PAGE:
Nationals

Sharapova, Li advance to Australian Open semis

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Sharapova, Li advance to Australian Open semis

MELBOURNE, Australia (AP) Maria Sharapova continued her dominating form at the Australian Open with a straight-set win over Ekatrina Makarova on Tuesday, conceding only nine games in five matches en route to a semifinal against Li Na.

No. 2-ranked Sharapova had a 6-2, 6-2 quarterfinal win over fellow Russian Makarova on Rod Laver Arena and has spent just 5 hours, 15 minutes on court so far in the tournament. That's an unprecedented run in Australia.

``To be honest, those are not the stats you want to be known for,'' Sharapova said, adding that she was more concerned about adding to her four Grand Slam titles and had spent plenty of time on the practice court.

After opening with pair of 6-0, 6-0 wins, Sharapova trounced seven-time major winner Venus Williams 6-1, 6-3 in the third round and Belgian Kristen Flipkens 6-0, 6-1 in the fourth. Nobody has conceded fewer games on the way to the semifinals at the Australian Open.

Sharapova lost in the final here last year before winning the French Open to complete a career Grand Slam of the majors.

She is playing her first tournament of the 2013, after withdrawing from the Brisbane International earlier this month with a sore right collarbone. She hasn't shown any signs of injury so far at Melbourne Park. It was the second year in succession that Makarova has lost to Sharapova after knocking out a seeded player in the third round. Last year, she ousted Serena Williams in the fourth round, on the weekend it was No. 5-ranked Angelique Kerber.

Sixth-seeded Li didn't overly tax herself, either, in the quarterfinals.

The 30-year-old Li advanced to her third semifinal in four years at Melbourne Park with a 7-5, 6-3 win over Agnieszka Radwanska, ending the Pole's 13-match winning streak.

``She's a tough player. I was feeling today against a wall,'' said Li, who lost the 2011 Australian Open final to Kim Clijsters only months before her Grand Slam breakthrough at the French Open.

The quarterfinals on the other half of the women's draw will be Wednesday, with American teenager Sloane Stephens against Serena Williams, who is aiming for a third consecutive major title, and defending champion Victoria Azarenka against two-time major winner Svetlana Kuznetsova.

The first man through to the semifinals at Melbourne Park had a difficult time.

Three times in the first four sets Tuesday, David Ferrer faced the prospect of being ousted by a fellow Spaniard who'd never beaten him in a dozen competitive matches.

The No. 4-seeded Ferrer survived once in the third set and twice in the fourth when No. 10 Nicolas Almagro was serving for the match, but held firm and finally advanced to his fourth semifinal in six Grand Slam events with a 4-6, 4-6, 7-5, 7-6 (4), 6-2 win on Tuesday.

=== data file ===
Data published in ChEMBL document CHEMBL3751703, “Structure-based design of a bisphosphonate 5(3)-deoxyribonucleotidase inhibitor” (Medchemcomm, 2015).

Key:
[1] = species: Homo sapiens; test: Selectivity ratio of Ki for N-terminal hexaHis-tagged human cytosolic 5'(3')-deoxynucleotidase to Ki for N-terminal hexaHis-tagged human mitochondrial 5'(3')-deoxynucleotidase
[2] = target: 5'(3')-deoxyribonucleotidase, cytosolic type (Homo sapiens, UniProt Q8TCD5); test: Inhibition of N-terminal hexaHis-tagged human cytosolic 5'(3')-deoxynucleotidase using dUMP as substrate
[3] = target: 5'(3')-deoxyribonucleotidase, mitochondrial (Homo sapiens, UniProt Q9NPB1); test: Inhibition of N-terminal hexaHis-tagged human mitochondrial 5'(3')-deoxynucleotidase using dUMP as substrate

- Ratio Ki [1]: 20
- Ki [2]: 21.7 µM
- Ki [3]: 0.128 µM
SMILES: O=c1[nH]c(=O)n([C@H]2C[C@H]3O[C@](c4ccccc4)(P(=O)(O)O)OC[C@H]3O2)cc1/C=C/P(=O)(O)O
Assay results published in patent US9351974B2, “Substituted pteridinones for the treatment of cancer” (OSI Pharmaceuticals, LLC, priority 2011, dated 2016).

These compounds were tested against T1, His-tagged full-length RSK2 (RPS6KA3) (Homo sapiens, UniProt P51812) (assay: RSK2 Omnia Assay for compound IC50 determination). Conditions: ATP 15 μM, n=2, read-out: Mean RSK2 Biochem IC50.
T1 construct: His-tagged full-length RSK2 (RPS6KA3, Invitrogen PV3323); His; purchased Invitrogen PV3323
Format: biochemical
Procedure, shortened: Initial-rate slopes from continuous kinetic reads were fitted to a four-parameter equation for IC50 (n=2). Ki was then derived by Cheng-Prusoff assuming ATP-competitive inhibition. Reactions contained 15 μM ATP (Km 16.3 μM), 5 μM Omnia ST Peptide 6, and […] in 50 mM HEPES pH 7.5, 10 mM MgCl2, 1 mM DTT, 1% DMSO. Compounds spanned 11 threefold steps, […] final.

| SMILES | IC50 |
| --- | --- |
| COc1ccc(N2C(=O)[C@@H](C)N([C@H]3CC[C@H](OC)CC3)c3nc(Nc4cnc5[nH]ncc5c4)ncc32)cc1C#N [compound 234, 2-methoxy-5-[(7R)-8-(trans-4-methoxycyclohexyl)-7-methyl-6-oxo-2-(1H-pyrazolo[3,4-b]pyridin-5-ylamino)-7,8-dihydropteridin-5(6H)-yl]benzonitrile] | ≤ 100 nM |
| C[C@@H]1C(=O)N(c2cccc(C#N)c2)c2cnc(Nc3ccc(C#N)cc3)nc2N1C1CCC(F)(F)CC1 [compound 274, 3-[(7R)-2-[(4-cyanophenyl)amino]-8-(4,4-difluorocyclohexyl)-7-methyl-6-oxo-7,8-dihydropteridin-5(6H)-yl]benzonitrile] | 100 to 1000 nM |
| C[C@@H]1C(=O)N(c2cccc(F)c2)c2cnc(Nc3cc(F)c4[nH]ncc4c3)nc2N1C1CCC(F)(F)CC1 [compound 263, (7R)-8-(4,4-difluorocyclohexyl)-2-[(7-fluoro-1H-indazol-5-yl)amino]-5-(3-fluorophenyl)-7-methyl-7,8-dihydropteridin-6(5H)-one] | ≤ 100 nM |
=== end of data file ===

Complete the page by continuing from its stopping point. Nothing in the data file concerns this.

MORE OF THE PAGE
``It was (a) miracle I won this match, I think,'' Ferrer said. ``I tried to fight every point, that's my game. I always fight.''

Almagro dominated the first two sets and was serving for the match in the third when Ferrer bounced back, breaking in the crucial 10th game and then breaking his Davis Cup teammate again.

The fourth set featured eight service breaks, and Ferrer finally took control in a tiebreaker to force a fifth set.

Almagro has played 33 consecutive majors, but never reached a semifinal. This was his first Grand Slam quarterfinal on any surface other than clay - he reached three quarterfinals at the French - and he really took the match to Ferrer, the leading Spaniard in the tournament with the absence of 11-time major winner Rafael Nadal.

Almagro hurt his upper left leg late in the fourth set and needed a medical timeout before the fifth. After holding serve in a long game to open the fifth set, he quickly wilted after the first break.

On the last point, he hit a service return back into play and had already started strolling to the net as Ferrer prepared to hit the winner.

As he left the court, he gave his compatriot a friendly pat on the back as Ferrer packed his bag on the courtside chairs, then left Rod Laver Arena.

``In the important moments, I played more consistent in my game,'' Ferrer said. ``Of course, in the next round, the semifinals, I need to play my best tennis, better than today.''

He will next play either Novak Djokovic, who is bidding for a third consecutive Australian title - unprecedented in the Open era - or No. 5 Tomas Berdych. Ferrer has played four semifinals in Grand Slams and lost them all.

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What to watch as Nats continue three-game series against Marlins

What to watch as Nats continue three-game series against Marlins

This is the Nationals’ first time in Miami this season, and the team finished with a 3-2 loss against the Marlins on Friday night. Here are a few things to look for as they enter the second game of the three-game series against the Floridians: 

  1. Friday night’s situational hitting was poor, NBC Sports Washington’s Todd Dybas reported. The Nats left 10 runners on base in a 3-2 loss to the Miami Marlins.However, the Nationals’ offense has changed this season. This was exemplified in Friday’s series opener against the Marlins, in which both Adam Eaton and Victor Robles bunted to get hits.
  2. Eaton singled on a bunt in the first inning, eventually scoring on a Juan Soto RBI single, while Robles also reached base safely in the third following Eaton’s strategy and then stole a base. These creative plays helped get men on base, but again, more often than not they stayed there. Brian Dozier hit his second home run of the season in the seventh inning, a solo shot which gave the Nats their second and final run of the night. Dozier had a rough start to the season, and after Friday’s game, he has just two RBIs – both via solo homers. He has a batting average of .182, and he’s lost playing time to Howie Kendrick as the season has moved forward. Kendrick has a batting average of .477, the highest on the roster.